[NFB-Talk] Food for Thought: Topical Podcasts

Lauren Merryfield lauren7877 at outlook.com
Thu Dec 3 22:38:10 UTC 2020

I agree about the NFB being slow to introduce or keep up with current technology. I'm glad Pres. Ricobono is CATching us up.

I've tried to keep up on basic stuff and let the scientific, and mathematicians deal with the rest.

Speaking of slow, which podcast platforms are the most accessible for blind PURRsons to listen from, on PC and on phone?
Lauren Merryfield

From: nFB-Talk <nfb-talk-bounces at nfbnet.org> On Behalf Of margo Downey via nFB-Talk
Sent: Monday, November 30, 2020 11:21 AM
To: 'NFB Talk Mailing List' <nfb-talk at nfbnet.org>
Cc: margo Downey <margo.downey at roadrunner.com>
Subject: Re: [NFB-Talk] Food for Thought: Topical Podcasts

I agree.  Often, I think, NFB has been slow to introduce new technologies or new platforms, but, President Riccobono is bringing us into the 21st Century.  Besides, most people I know listen to podcasts and many have their ultimate favorites.

Margo and Guide Dog Isis

From: nFB-Talk [mailto:nfb-talk-bounces at nfbnet.org] On Behalf Of Tina Hansen via nFB-Talk
Sent: Monday, November 30, 2020 2:18 PM
To: 'NFB Talk Mailing List'
Cc: Tina Hansen
Subject: Re: [NFB-Talk] Food for Thought: Topical Podcasts

That makes sense. While I have nothing against Facebook groups, I do think it might be time to think about offering podcasts. One thing I've noticed is that the other major blindness organization seems to have a leg up in this space. I've also noticed that many blindness podcasts seem to be done by agencies. The one exception is Blind Abilities which is one of the better ones.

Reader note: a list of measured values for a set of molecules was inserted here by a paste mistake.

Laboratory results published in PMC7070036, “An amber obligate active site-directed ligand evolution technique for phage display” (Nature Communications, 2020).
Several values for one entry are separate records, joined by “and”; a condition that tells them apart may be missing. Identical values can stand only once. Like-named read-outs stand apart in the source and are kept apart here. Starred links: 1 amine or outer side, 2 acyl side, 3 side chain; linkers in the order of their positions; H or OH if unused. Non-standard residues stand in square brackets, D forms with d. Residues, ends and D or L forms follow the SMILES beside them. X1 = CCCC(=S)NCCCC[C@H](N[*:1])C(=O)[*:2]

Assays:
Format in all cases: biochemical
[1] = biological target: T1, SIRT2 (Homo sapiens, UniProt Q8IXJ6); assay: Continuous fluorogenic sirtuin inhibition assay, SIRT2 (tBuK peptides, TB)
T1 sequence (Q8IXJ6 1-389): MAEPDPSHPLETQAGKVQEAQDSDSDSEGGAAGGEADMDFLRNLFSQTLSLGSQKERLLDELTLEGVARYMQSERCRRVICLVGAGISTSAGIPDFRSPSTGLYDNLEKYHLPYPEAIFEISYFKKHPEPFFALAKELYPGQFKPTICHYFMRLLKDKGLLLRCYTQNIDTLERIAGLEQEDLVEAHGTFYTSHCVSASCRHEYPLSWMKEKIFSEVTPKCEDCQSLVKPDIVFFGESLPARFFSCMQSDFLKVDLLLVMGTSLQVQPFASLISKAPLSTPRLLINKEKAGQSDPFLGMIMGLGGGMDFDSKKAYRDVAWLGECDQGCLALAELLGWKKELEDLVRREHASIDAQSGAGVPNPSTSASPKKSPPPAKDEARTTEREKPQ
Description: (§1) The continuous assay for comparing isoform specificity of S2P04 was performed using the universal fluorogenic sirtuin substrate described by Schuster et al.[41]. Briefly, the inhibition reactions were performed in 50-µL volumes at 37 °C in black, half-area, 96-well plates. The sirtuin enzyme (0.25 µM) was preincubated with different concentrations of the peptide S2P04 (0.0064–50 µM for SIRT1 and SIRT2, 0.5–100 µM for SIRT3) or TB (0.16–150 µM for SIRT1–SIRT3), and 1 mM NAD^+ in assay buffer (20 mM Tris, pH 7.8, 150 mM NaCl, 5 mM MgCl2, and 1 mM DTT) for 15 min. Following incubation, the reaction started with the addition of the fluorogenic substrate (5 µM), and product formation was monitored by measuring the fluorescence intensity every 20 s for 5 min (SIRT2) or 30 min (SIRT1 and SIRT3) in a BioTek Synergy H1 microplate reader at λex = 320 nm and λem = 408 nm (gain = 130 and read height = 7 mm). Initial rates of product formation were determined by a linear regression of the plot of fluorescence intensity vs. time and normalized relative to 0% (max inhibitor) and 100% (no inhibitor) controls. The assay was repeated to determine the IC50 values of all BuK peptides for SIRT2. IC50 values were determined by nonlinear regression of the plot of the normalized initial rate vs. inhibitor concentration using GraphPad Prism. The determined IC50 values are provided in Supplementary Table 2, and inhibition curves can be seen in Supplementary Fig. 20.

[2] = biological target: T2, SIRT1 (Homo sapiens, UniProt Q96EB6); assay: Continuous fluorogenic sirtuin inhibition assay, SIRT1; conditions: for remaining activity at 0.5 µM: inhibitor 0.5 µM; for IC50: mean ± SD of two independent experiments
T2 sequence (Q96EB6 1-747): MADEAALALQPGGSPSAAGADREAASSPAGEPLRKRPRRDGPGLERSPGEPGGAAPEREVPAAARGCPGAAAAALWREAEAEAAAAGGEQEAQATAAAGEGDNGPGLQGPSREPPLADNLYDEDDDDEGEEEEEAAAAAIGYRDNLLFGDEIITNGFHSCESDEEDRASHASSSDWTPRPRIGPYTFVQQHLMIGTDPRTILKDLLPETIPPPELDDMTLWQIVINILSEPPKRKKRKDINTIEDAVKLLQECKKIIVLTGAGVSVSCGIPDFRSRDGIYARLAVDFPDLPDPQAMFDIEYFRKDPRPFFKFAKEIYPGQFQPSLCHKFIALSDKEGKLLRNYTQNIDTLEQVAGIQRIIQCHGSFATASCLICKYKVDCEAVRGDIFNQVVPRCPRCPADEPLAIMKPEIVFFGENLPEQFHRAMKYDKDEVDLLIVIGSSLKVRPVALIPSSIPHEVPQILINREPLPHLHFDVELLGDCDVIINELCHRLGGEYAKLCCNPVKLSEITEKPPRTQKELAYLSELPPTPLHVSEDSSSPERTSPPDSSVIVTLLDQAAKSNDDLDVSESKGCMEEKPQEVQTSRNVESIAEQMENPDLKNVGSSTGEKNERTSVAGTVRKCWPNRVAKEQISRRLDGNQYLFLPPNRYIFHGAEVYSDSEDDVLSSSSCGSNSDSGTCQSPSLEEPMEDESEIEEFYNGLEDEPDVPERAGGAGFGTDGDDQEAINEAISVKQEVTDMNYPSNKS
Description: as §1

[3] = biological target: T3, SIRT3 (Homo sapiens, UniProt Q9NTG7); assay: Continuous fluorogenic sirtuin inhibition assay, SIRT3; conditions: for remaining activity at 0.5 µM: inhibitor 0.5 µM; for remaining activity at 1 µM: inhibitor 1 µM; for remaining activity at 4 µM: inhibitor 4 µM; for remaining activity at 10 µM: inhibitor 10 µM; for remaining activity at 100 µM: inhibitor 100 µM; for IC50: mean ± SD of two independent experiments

But I do wonder if it's time for our organization to make a dent in this space. One thing I noticed in my research is that the Sound Solutions series from the Braille Institute had a few dated remarks, especially when referring to tape. It also seems to assume that some of the audience would maintain their eyesight.

Another idea I've been floating around is whether or not there should be a podcast targeted at a younger audience, maybe, high school and below.

I'm wondering: Could we have people from our training centers offer something? I like the idea of, maybe, staff at our centers partnering up with each other to produce something where concepts are described and nonvisually demonstrated.

The Braille Institute series was highly scripted, but what if there was a way to have something more realistic, maybe with the students and a center instructor in dialog, sharing tips, ideas, and words of wisdom.

Since that series, technology has changed. Cassette tapes are no longer commpnplace, and there are more options for labeling things around your house.

While I have nothing against You Tube, I feel a podcast would be easier to work with, since we could share it with someone who is not comfortable with technology. With You Tube, you'd need to be on the computer. But what if we could inspire seniors to learn how to use the computer or smart phone as a blind person?

These are some of the ideas floating around in my mind.

Unfortunately, I don't have all the technology I'd need to start a podcast. So I thought I'd get the ball rolling with some dialog. I know we have a lot of people in this organization who could do it, and I'd hate to have this project depend on me to keep it going. I'm interested in the initial dialog, but once we have something concrete and going, I can back off and let it fly. But what I want to do is encourage the dialog, ask questions, and maybe encourage people to think about how they can contribute.

Just my thoughts. How do we start, and how do we work with National? Thanks.
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